Interesting Sales Last Week

Last week there was 17 condo and town home sales according to Redfin. Here’s a look at 5 of them:

Topping out the price charts, there were two sales at LEED Certified Fifteen Twenty-One Second Avenue last week: Unit 2903 at $2.2 Million, and Unit 2402 at $1.2 Million.

The best deal in the city at $146/sq. ft was this barn-like townhouse in Roosevelt:

There was also a nice Columbia City townhouse, just a 15 minute walk from the light rail station that the lucky new owner scored for $310,000:

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  • lowballoffer

    Wow, someone else just lost a lost of equity on their unit. The owner of one of the neighboring units in this development bought in August 2009 and paid $100,000 more for 400 less square ft…so much for last year when I heard prices were only going to go up.

  • Popeye

    Nice townhomes, very nice indeed, but buying a nice place like that in Columbia City isn't the best investment. Regardless of how the market will swing, it's still a risky part of town. It's like putting a nice piece of Godiva candy in poop, doesnt matter how tasty or pretty it is, it's still surrounded by poop. :)

  • shotsix

    Walking distance to a light rail station puts a lot more security into an investment there…that neighborhood already seems to be having a hipster boom. If Portland's MAX is any indicator, they have nothing to worry about.

  • stone

    Concerning the Columbia City townhome, where it sited it is a very long 15 minute walk to the light rail. Sections of this area don't even have sidewalks, let alone street lights and because of its distance from the light rail it is not part of any security enhancements due to the light rail. If you walk down Edmunds st. from the light rail you can definitely see where they put in new lighting. And also, the neighborhood hasn't had a “hipster boom”, its not like pike/pine corridor by any stretch, even though there are great places to eat, the farmer's market, movie theater, etc. Hipster boom isn't necessarily a bad thing and Columbia City has a lot going for it, but that's not what has happened there and the MAX comparison doesn't hold up, since the MAX had much better array of stops within an area, but there's quite a distance between Columbia City station and the next south station. And from what I've seen in Portland there are some areas with a MAX station that haven't necessarily had great improvements as a result (empty retail space, for example) that are typically touted with transit. Its always about location or time or both.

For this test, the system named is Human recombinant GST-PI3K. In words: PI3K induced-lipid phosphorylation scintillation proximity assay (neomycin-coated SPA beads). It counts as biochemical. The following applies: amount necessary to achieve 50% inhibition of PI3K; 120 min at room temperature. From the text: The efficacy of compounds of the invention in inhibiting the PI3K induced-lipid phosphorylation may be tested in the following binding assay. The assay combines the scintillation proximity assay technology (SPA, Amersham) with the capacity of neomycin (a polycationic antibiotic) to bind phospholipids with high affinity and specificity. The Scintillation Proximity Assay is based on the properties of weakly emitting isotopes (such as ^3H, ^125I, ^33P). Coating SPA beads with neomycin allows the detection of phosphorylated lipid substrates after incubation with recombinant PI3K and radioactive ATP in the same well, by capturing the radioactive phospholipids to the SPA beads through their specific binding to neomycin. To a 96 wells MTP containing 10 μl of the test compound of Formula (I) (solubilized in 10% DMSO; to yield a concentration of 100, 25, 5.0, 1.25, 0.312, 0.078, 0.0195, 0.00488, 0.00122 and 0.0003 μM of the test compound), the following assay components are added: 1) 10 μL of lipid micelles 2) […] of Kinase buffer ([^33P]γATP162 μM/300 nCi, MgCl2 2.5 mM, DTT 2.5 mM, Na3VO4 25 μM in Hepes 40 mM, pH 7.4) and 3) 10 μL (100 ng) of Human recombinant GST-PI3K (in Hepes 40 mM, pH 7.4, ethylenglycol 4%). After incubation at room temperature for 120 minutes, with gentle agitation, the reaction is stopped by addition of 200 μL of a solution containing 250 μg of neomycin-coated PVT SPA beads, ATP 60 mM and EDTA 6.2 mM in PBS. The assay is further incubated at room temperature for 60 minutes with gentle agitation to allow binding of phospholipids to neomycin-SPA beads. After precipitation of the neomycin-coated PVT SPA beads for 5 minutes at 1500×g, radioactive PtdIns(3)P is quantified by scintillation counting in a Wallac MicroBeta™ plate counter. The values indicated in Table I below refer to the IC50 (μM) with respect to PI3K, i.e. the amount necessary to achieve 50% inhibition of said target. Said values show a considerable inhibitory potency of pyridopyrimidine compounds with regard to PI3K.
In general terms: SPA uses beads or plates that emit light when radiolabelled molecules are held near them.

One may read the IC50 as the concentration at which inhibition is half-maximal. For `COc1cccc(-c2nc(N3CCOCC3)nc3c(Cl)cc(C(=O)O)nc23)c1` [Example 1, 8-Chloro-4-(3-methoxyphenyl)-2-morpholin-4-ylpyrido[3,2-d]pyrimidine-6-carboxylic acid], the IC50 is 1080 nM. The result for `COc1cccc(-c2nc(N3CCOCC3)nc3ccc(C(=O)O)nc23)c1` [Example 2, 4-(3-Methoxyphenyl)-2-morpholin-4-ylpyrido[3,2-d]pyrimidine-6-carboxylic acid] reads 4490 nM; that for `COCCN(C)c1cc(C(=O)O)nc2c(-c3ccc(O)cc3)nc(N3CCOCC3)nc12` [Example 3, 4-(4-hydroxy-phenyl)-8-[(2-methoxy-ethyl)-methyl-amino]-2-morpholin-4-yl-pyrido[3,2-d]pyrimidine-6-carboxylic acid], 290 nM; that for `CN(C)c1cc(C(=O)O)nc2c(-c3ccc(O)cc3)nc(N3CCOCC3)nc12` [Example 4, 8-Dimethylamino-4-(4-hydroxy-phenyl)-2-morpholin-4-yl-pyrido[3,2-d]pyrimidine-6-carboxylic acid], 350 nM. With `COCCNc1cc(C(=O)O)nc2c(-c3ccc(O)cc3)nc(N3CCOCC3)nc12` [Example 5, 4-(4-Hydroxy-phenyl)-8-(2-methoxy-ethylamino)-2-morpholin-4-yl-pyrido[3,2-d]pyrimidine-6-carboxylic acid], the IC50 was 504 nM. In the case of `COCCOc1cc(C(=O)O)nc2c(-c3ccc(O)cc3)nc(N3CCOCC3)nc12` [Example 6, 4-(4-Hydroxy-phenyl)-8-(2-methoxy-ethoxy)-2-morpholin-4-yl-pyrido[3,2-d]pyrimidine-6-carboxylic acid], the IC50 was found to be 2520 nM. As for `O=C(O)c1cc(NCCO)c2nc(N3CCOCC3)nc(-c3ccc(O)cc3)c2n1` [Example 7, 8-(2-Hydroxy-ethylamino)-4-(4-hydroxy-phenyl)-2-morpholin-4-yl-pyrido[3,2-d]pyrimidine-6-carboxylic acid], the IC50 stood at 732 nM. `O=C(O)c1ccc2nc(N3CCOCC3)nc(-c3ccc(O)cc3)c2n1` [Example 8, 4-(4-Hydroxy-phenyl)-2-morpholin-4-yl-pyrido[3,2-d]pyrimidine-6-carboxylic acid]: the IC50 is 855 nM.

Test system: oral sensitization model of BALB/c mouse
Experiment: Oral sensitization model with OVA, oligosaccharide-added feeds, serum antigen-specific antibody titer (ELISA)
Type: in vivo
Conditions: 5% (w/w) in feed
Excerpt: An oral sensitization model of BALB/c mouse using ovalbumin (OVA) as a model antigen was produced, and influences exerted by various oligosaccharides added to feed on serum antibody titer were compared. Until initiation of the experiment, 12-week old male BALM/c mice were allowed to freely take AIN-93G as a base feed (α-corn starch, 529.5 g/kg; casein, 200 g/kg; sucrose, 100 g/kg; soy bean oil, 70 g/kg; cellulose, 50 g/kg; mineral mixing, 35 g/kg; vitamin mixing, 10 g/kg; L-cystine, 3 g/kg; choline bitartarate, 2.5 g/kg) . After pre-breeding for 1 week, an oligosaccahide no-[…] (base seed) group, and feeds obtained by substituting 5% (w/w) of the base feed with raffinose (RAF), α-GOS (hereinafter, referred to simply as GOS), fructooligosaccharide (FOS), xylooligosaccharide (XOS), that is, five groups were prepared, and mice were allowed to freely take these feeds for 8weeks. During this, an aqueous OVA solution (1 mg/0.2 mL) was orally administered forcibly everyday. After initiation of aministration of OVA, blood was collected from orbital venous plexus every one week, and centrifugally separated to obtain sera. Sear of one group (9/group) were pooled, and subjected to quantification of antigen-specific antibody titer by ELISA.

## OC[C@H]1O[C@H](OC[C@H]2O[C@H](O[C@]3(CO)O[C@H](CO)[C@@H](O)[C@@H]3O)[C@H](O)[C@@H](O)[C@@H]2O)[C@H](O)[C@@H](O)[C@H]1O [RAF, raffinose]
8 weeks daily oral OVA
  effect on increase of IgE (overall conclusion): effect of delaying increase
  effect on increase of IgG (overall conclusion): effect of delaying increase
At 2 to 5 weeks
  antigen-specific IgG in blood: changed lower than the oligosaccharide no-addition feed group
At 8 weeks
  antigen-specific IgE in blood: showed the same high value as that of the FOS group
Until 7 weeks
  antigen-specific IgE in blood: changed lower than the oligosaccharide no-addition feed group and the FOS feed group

• shotsix

    Oh, I definitely agree that a hipster boom isn't a bad thing. Seriously though, the hipster count in the Columbia City area has greatly increased over the past few years. It's definitely no Cap. Hill, but it's light years ahead of where it was. Additionally, regarding my MAX comparison, I do see a strong parallel with the Interstate (Yellow) line in terms of “hipsterfication.” It's not like the Yellow Line environs have become the Pearl District, but it's definitely moving away, rather than toward, the 'bars on windows' look. And really, all I'm saying is that a real estate investment in the Columbia City area is bolstered by light rail because most people see it as a real perk (at least for the 'looking for real estate in the city and under 40 professional crowd').

    On a side note….I think a 15 minute walk time to the station is a bit of an exaggeration.

  • Marce

    I visited those townhomes in Columbia City months ago with a friend who was looking to buy, and we both felt pretty uncomfortable with the location safety-wise. Specifically, from the Google street view, you can see the road is narrow, very long between cross streets, and has a thick row of blackberry bushes the entire way. Just skeeved us both out, and we wouldn't have felt great about just going for a stroll after dark, fwiw. Hope the new owner feels differently, though. Cute units, for sure.

  • Guest

    It can't be worse than Belltown or the U-District in terms of safety.

  • Marce

    True. It was just more of a sense of feeling trapped on that long road with no real egress to speak of.